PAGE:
Stocks were crushed Friday after the Fed held off hiking rates Thursday, saying it was concerned that global and financial developments could hurt the economy and drive inflation even lower in the near term.
The S&P 500 lost 32 points Friday to 1,958, a 1.6 percent decline, but it ended down just 0.2 percent for the week. Market strategists expect the volatility to continue for now, and some say it would not be difficult to see the S&P 500 revisiting its low of 1,867 set in August.
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"It's certainly a possibility particularly as we go toward another round of negative earnings revisions, as we go into the next earnings season. I think we're very dependent on the data flows as it comes out on the domestic economy. The Fed announcement was just another wake-up call that we're not in the clear and the market in the last couple of weeks traded like maybe we started to clear the concerns, but it's not over yet," said Gina Martin Adams, institutional equity strategist at Wells Fargo Securities. "We expect the market to stay very volatile and we have another Fed meeting in a month ... until we get clarity stocks remain volatile, and probably trade sideways at best."
Besides Fed speak and China, markets will be watching the U.S. data calendar. Existing home sales are reported Monday, and new home sales are Thursday. There are durable goods Thursday, and consumer sentiment and the final revision to second-quarter GDP on Friday.
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"It's jampacked next week. You get a little housing, a little consumer, a little industrial. That could be market moving. I suspect the U.S. data is not going to show any weakness coming from overseas, so investors are going to be focused more on any data from China," said Adams. The next piece of Chinese data are leading indicators Tuesday.
Other Fed officials will be speaking ahead of Yellen's Thursday appearance, including St. Louis Fed President James Bullard who appears on CNBC's "Squawk Box" on Monday for two hours, beginning at 7 a.m. ET.
Yellen said the Fed could still hike rates this year, but markets were also concerned that it downgraded its view of U.S. growth and trimmed inflation expectations. As for Yellen, markets will look for reassurances from her on the U.S. economy, although she emphasized it was doing well when she spoke Thursday. Markets were shaken by the Fed's concerns that China could have a broader economic impact, even though markets were already rocked this summer by those same fears.
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""The Fed speaking calendar comes to life, but not as much as it should because there's a lack of clarity," said Jefferies money market economist Tom Simons.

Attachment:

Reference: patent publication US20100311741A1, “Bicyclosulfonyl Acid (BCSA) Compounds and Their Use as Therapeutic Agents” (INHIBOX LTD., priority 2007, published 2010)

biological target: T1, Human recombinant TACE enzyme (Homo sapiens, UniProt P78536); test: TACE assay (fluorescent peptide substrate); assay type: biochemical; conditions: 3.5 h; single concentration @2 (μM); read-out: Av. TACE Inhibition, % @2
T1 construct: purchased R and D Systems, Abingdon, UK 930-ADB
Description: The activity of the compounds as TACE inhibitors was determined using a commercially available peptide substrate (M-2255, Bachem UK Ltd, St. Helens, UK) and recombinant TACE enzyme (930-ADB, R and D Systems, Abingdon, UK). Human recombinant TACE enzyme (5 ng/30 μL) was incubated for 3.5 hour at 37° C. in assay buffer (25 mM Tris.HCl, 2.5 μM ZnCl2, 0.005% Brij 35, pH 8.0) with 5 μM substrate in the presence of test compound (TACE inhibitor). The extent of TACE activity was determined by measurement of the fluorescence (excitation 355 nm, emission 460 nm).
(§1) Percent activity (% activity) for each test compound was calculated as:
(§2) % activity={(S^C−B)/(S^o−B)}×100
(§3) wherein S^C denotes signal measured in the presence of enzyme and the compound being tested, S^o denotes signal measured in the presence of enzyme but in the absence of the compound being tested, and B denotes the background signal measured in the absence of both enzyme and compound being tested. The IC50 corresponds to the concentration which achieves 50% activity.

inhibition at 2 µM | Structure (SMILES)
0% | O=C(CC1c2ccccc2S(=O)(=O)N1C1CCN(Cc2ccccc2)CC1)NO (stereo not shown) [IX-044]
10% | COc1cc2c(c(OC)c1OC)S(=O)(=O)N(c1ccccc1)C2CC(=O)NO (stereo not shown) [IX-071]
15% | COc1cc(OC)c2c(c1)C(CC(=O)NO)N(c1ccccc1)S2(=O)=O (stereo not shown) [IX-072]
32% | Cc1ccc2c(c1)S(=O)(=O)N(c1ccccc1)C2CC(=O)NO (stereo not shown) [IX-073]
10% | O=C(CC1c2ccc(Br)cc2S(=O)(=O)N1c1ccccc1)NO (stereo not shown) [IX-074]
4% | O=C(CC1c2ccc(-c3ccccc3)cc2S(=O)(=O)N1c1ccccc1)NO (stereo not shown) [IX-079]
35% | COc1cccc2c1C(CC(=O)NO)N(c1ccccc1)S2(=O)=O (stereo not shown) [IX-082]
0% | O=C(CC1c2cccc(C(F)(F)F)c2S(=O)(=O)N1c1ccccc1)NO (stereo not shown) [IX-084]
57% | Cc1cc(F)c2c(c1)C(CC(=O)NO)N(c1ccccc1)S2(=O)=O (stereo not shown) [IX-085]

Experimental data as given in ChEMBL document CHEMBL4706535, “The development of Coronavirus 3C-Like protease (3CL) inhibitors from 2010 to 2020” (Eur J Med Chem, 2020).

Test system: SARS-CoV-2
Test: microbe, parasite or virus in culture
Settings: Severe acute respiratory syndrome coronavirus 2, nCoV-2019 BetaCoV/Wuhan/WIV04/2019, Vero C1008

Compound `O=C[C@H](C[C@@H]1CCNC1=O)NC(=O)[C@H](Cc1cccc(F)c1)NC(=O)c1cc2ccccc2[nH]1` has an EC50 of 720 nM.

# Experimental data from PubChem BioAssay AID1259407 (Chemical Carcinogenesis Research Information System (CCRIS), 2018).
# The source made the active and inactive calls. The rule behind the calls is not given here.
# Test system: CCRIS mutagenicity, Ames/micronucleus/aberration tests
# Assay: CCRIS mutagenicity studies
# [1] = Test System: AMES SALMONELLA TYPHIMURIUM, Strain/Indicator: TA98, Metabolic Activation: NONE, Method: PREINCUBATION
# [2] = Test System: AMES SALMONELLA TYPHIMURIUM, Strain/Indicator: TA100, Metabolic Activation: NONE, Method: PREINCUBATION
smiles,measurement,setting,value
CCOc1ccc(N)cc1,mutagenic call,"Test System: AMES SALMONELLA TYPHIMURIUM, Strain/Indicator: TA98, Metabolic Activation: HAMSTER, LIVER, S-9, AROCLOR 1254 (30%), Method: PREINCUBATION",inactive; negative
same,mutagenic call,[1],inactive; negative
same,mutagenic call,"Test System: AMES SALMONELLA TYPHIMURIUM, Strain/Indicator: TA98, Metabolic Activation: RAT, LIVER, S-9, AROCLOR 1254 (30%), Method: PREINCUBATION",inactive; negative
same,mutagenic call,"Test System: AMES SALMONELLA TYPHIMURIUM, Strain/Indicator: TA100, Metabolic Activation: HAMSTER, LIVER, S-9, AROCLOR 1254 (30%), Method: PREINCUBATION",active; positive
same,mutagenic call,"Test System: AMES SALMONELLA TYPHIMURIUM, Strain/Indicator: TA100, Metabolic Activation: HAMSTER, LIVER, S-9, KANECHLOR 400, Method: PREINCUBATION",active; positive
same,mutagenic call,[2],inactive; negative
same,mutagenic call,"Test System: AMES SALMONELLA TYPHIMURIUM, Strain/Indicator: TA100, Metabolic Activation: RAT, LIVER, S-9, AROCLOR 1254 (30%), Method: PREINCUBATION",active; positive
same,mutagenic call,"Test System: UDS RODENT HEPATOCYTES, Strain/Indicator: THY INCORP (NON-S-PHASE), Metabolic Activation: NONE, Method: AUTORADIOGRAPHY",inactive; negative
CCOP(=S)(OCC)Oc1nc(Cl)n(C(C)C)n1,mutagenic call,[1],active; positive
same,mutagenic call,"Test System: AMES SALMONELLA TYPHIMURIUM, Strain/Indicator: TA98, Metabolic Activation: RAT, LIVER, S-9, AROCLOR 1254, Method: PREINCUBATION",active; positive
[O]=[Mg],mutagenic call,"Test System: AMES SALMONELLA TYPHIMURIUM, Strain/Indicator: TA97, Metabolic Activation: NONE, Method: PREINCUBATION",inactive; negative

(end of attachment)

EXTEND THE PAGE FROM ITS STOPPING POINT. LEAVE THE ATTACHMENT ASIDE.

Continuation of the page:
"Their lack of clarity is one reason the market is acting the way it is. If they had communicated the rate hike was not a strong possibility, things would be easier to swallow today," he said.
Simons has been expecting a December rate hike. "On the margin, this makes it a little less likely they would go in December. Frankly, they were significantly more dovish than I had anticipated. You think about what needs to happen between now and then, in order for concerns to be mitigated, you need things to get better in a hurry," he said. "I don't know if three months is enough time to determine whether negative forces have abated."
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As for Xi, Simons said he is watching for any comments on the economy; he will even be watching the Chinese leader's body language.
"If the Fed were just dealing with the U.S. economy in a vacuum they could have raised rates any time," he said. "What's keeping them from doing that is commodity prices."
The worry has been that China's slowing will filter through to the U.S. economy via emerging markets as well as bringing deflation from falling commodities prices. JPMorgan economists in a report said a 1 percent GDP shock in China equates to a half-point drag on global growth. The hit on emerging markets is one for one, but the drag on development markets is more like 0.2 percent, according to JPMorgan.
JPMorgan international economist David Hensley does not expect to get much more insight from Xi but he will be following him, as he moves from Seattle to Washington.
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"Obviously, everybody's keen to understand better what's happening with growth and policy in China, and I'm sure this is going to come up both in the business meetings and with the president, and if he (Xi) does have a press conference," said Hensley. "I think they've tried to deal with this issue already in other forums, including the G-20 meeting, to try to reassure that they're not doing anything radical with regards to their currency, which is a sore point, not only here but in Asia."
China has been looking to reform policy but it has been criticized for using a heavy hand in markets it is trying to open up, and traders have been skeptical that the country's economic reports are not trustworthy.
"One of his important messages is going to be just to reassure people that the Chinese economy is slower but not weak and is not a source of instability, and that policymakers have a steady hand and know what they're doing. Are we going to learn anything from that? Probably not. It's more about tone. Does he establish the confidence that's been missing up to now?" said Hensley.